Lincoln cancels use of Rivian’s technology for its first electric vehicle

The effects of the global pandemic are expected to force automakers into alliances to cover development costs for expensive technology. But Ford confirmed today that it canceled plans to use Rivian’s electric skateboard platform for a Lincoln-badged electric vehicle. Ford still plans to produce a Lincoln EV but is using its own technology.

In April 2019, Ford invested a half billion dollars in Rivian. Less than a year later, in January 2020, Ford announced that it would work with Rivian on a new EV to be badged as a Lincoln.

At the time, Joy Falotico, president of the Lincoln Motor Company, said:

Working with Rivian marks a pivotal point for Lincoln as we move toward a future that includes fully electric vehicles. This vehicle will take Quiet Flight to a new place — zero emissions, effortless performance, and connected and intuitive technology. It’s going to be stunning.

Ford had confirmed that the new Lincoln battery electric vehicle will be built on Rivian’s platform:

The Lincoln battery electric vehicle will be built off of Rivian’s flexible skateboard platform and is part of Ford Motor Company’s planned equity investment in Rivian. This all-new vehicle also is part of Ford’s previously announced investment of more than $11.5 billion into electrification, which includes the Mustang Mach-E and a fully electric version of the best-selling F-150 pickup.

However, Ford communicated on its employee website today that a “rapidly changing environment” led the company to reconsider its plans with Rivian. The message to employees read:

We continue to review and adjust our business and product plans — as all prudent businesses do. As we moved through the development cycle, we determined that it would be better to pivot from the Rivian skateboard platform and focus our development efforts on Lincoln’s own fully electric vehicle.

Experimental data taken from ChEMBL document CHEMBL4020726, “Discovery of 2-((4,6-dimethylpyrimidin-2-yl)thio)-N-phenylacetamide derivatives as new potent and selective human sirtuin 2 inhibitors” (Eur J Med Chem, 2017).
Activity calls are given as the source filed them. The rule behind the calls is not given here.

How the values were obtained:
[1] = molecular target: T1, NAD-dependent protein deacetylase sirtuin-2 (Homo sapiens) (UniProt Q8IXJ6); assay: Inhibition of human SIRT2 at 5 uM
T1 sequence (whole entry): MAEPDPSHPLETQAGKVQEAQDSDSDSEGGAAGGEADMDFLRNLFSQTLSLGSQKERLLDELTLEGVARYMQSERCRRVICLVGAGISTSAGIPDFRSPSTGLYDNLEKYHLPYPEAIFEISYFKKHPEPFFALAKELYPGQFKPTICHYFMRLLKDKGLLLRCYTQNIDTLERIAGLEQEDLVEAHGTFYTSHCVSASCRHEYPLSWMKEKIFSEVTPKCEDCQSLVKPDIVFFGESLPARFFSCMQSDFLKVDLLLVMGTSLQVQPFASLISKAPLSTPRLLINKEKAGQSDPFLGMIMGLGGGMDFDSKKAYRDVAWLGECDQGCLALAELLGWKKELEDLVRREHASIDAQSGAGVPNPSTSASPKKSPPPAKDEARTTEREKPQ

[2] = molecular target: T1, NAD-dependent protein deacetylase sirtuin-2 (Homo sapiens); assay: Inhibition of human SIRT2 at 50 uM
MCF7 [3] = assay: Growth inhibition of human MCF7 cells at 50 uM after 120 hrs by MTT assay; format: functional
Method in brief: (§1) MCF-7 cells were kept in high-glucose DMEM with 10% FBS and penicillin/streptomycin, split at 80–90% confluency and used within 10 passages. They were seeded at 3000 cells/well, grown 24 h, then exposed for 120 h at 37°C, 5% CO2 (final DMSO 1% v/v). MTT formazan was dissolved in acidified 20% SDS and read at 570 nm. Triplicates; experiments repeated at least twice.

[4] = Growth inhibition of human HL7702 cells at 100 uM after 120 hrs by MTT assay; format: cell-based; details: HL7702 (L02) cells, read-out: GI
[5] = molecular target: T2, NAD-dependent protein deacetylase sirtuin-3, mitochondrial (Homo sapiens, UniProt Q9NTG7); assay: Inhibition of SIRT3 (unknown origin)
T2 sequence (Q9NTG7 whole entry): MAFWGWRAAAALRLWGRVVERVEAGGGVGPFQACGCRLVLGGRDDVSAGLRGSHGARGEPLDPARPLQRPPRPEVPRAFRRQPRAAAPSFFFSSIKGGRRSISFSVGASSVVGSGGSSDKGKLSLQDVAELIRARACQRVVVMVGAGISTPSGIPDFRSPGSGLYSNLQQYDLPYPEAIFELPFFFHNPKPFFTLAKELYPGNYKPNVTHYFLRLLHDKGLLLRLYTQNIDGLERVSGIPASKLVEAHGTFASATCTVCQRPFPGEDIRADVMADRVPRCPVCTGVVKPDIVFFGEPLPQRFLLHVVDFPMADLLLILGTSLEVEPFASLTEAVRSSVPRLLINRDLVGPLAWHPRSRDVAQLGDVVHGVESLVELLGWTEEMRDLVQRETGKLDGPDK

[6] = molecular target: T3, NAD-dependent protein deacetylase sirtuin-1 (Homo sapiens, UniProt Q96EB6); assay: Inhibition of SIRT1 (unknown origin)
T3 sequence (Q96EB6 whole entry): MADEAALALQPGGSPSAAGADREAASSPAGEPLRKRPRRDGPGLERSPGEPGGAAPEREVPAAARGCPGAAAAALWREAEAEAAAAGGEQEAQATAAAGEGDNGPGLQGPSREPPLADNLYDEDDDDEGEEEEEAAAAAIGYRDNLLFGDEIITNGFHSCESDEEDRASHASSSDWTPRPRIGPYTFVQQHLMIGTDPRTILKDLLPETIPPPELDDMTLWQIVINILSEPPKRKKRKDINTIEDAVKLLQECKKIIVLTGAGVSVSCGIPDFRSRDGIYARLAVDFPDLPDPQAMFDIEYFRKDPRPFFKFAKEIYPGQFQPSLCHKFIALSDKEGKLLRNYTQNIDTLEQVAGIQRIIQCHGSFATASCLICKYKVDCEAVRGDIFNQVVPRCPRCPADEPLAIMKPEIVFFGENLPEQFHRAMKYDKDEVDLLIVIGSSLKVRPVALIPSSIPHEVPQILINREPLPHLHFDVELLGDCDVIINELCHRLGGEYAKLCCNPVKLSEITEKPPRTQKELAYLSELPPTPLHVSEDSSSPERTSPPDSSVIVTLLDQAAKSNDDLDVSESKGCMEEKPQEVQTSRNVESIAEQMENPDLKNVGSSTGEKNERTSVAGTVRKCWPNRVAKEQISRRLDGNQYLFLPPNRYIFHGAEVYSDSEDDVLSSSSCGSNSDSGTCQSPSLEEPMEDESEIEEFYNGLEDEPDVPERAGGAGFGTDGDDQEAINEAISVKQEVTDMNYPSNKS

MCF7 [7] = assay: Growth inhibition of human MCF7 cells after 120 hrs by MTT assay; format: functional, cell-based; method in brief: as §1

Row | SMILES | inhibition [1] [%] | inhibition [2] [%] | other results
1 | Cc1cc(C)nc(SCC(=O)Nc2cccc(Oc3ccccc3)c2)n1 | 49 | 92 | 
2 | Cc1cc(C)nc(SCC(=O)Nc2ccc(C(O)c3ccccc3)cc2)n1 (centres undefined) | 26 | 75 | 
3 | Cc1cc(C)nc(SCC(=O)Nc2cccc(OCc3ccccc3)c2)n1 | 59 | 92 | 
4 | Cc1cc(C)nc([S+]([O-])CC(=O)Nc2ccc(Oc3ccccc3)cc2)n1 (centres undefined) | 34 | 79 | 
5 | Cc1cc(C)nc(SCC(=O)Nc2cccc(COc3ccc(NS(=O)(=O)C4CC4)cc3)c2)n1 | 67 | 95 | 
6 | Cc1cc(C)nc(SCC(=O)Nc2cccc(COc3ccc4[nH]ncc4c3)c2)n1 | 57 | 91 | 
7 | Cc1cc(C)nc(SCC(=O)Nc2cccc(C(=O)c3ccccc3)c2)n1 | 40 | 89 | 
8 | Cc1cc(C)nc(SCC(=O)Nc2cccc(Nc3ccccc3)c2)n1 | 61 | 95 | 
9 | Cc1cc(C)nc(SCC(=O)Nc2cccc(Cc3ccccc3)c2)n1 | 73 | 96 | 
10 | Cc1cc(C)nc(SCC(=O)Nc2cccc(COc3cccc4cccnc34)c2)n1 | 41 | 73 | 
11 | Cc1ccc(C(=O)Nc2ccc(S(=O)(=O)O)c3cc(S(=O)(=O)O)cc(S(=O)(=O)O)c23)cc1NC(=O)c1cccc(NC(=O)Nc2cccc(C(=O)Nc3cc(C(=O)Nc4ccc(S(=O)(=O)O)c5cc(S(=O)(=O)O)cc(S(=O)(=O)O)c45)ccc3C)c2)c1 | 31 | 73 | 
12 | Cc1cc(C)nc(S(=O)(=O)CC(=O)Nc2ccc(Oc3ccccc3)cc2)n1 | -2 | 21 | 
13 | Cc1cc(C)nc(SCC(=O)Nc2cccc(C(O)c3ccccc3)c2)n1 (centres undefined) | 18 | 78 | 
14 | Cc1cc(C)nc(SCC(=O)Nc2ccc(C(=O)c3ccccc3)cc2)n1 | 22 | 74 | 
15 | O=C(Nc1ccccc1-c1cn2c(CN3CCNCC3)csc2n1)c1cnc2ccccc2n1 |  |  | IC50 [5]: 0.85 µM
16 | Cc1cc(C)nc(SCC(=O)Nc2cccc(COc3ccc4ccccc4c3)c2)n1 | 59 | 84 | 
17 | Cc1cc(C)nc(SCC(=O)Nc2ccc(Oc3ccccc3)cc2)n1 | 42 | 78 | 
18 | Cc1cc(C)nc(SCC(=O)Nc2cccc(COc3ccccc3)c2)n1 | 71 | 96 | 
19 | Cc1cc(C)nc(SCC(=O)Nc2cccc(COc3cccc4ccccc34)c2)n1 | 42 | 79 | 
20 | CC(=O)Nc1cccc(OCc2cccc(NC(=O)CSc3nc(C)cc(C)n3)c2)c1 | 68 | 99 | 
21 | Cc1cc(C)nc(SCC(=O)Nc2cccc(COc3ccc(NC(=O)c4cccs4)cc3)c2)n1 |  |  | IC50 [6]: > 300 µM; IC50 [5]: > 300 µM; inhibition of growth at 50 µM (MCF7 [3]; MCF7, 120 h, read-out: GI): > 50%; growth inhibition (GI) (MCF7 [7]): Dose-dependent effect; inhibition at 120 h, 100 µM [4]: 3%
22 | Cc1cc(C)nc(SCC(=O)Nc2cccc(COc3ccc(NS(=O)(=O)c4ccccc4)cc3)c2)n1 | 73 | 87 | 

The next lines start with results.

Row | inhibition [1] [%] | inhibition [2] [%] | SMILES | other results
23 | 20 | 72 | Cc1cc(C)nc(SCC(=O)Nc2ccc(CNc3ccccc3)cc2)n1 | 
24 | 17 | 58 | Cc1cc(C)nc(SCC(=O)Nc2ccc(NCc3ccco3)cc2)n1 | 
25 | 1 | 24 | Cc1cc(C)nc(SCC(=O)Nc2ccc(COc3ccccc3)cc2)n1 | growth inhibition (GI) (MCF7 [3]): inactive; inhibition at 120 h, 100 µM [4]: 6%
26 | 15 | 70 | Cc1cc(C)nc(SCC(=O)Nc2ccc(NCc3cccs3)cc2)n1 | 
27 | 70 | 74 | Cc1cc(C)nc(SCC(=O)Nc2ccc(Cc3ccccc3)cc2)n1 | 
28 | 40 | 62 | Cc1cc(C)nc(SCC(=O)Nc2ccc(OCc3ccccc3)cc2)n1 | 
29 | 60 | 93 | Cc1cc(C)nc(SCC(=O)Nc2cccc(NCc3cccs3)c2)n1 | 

Meanwhile, Lincoln last week filed a trademark for something called “eGlide.” The Mach E Club forum discovered the filing, which is described as follow:

Motor vehicles, namely, passenger automobiles, sport utility vehicles, electric vehicles and structural parts and fittings; electric vehicles, namely, passenger automobiles, sport utility vehicles, and structural parts and fittings.

Amy Mast, a Rivian spokesperson, told the Verge, “Ford and Lincoln continue to be great partners.”

Rivian earlier this month announced that it slightly pushed back the release of its R1T electric pickup from late 2020 to early 2021.

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Avatar for Bradley Berman Bradley Berman

Bradley writes about electric cars, autonomous vehicles, smart homes, and other tech that’s transforming society. He contributes to The New York Times, SAE International, Via magazine, Popular Mechanics, MIT Technology Review, and others.